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Figure 1.

z Scores at 8 Years. LLBW indicates lighter low-birth-weight category (birth weight ≤ 2000 g); HLBW, heavier low-birth-weight category (birth weight > 2000 g and ≤5000 g).

Graphic Jump Location
Table Graphic Jump LocationTable 4. z Scores for 8-Year Weight, Length, and BMI

The evolution of weight, height, and head circumference for the LLBW preterm infants between the INT and NI infants from 24 months to 8 years is shown in Figures 2, 3, and 4. The differences in weight between the INT and NI LLBW groups became statistically significant by age 48 months and persisted until age 8 years. The difference in height for the INT and NI LLBW infants became significant at age 78 months and persisted to age 8 years. The difference in head circumference was statistically significant at age 36 months, and these differences persisted and increased until age 8 years.

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Figure 2.

Weight by treatment group for lighter low-birth-weight children from 24 to 96 months. Lighter low birth weight = birth weight ≤ 2000 g.

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Place holder to copy figure label and caption
Figure 3.

Height by treatment group for lighter low-birth-weight children from 24 months to 96 months. Lighter low birth weight = birth weight ≤ 2000 g.

Graphic Jump Location
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Figure 4.

Head circumference by treatment group for lighter low-birth-weight children from 24 months to 96 months. Lighter low birth weight = birth weight ≤ 2000 g.

Graphic Jump Location

Low-birth-weight preterm children who were assigned to the IHDP intervention to age 3 years were taller and had larger head circumference at age 8 years compared with children who did not receive the intervention. The greater impact on growth was seen in the smaller LLBW group with a birth weight of 2000 g or less as compared with the group with a birth weight of 2001 to 2500 g. In this group, the INT infants weighed 1.2 kg more than the NI group, were 1.1 cm taller, and had larger head size by 0.5 cm. These differences were noted before age 8 years. The weight was significantly larger for the LLBW INT group infants by age 4 years and persisted until age 8 years. The head circumference was significantly larger by age 3 years in this group and this difference persisted until age 8 years. There was no difference in BMI, or the percentage of children with a BMI greater than 95% or less than 5%, between NI and INT groups for the full sample or the LLBW or HLBW groups. These analyses controlled for site, birth size, neonatal course, and maternal size and demographic variables. There were no differences between the INT and NI groups within birth-weight categories in baseline birth weight, birth head size, or birth length, the Neonatal Health Index, and most maternal growth variables. In fact, the mothers of the NI infants in the LLBW group weighed on average more than 6 lb more than the INT mothers (P = .02).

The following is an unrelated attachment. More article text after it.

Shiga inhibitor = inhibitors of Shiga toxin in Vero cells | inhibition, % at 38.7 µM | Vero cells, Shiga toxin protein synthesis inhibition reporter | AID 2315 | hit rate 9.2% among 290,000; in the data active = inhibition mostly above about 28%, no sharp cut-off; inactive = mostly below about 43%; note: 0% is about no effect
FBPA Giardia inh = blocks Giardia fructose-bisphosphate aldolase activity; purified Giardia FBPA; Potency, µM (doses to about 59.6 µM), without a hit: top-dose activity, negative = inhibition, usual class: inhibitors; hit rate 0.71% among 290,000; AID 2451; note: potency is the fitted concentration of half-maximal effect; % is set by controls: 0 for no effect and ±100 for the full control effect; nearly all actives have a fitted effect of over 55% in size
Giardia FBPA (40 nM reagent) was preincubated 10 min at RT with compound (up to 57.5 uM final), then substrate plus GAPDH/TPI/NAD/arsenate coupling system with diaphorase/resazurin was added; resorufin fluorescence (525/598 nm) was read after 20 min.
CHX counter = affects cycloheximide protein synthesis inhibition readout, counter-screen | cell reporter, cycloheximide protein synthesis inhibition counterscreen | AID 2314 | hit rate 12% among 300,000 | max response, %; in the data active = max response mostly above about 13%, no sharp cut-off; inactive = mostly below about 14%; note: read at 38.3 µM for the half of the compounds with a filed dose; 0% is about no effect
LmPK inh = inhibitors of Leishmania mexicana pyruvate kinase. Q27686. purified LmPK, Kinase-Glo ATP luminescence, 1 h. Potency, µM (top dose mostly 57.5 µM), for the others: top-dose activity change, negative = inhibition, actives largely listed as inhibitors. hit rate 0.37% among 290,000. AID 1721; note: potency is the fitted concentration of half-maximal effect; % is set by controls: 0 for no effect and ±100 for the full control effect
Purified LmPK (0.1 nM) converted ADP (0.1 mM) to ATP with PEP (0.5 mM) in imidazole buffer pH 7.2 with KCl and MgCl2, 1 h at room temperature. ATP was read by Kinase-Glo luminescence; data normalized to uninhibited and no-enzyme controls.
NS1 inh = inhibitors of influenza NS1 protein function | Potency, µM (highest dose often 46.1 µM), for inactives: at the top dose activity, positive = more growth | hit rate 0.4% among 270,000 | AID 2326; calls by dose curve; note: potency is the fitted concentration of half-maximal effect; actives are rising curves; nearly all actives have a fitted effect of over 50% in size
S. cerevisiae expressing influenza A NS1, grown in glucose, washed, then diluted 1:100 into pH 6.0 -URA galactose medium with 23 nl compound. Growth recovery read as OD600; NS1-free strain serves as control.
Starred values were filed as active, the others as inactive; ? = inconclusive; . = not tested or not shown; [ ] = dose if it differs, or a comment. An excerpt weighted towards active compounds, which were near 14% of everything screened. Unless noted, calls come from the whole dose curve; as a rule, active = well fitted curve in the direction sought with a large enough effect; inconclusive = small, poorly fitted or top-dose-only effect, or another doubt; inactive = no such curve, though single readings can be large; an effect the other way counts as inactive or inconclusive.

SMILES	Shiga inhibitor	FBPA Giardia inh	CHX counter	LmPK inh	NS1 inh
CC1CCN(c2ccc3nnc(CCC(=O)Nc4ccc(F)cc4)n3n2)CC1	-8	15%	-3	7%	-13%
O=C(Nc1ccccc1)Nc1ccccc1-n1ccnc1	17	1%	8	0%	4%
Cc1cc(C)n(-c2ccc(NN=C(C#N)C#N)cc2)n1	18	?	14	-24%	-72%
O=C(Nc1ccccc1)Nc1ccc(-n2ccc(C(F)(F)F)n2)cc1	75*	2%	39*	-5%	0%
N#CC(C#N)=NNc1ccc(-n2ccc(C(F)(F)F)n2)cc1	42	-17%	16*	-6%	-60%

Are these differences in growth patterns resulting from the IHDP intervention of clinical significance? Greater growth attainment in term infants has been shown to be associated with higher cognitive abilities.28,29 Larger head circumference is associated with higher intelligence,30,31 and taller children and adults have higher IQ, academic achievement, and, ultimately, job attainment and income.3234 While all LBWPT children are at greater risk to remain small in all growth variables, when compared with normal-birth-weight peers into young adult years, extremely LBWPT children are at greatest risk to remain small in all growth variables.7,3537 Long-term problems in intellectual development are more likely in LBWPT children who demonstrate atypical growth in weight and head circumference, particularly in the early years of life.38,39 In addition, early poor head circumference growth, after which slow compensatory growth occurs, is associated with later lower intelligence.4042 Low-birth-weight preterm children with later cognitive impairment have been shown to have smaller head circumference at ages 4 and 15 years, even after adjusting for growth restriction and socioeconomic status at birth.43 Within the full IHDP sample, 8-year head circumference was positively and significantly correlated with measures of 8-year Wechsler Intelligence Scale for Children III full-scale IQ (r = 0.22; P < .001) and Woodcock-Johnson Tests of Achievement in math (r = 0.21; P < .001) and reading (r = 0.17; P < .001). It is thus feasible to speculate that the improvements in growth that resulted from the IHDP intervention may have some long-term benefits in the development of these children, although no benefits were noted at age 8 years on cognitive skills or academic achievement in the LLBW infants who received this intervention.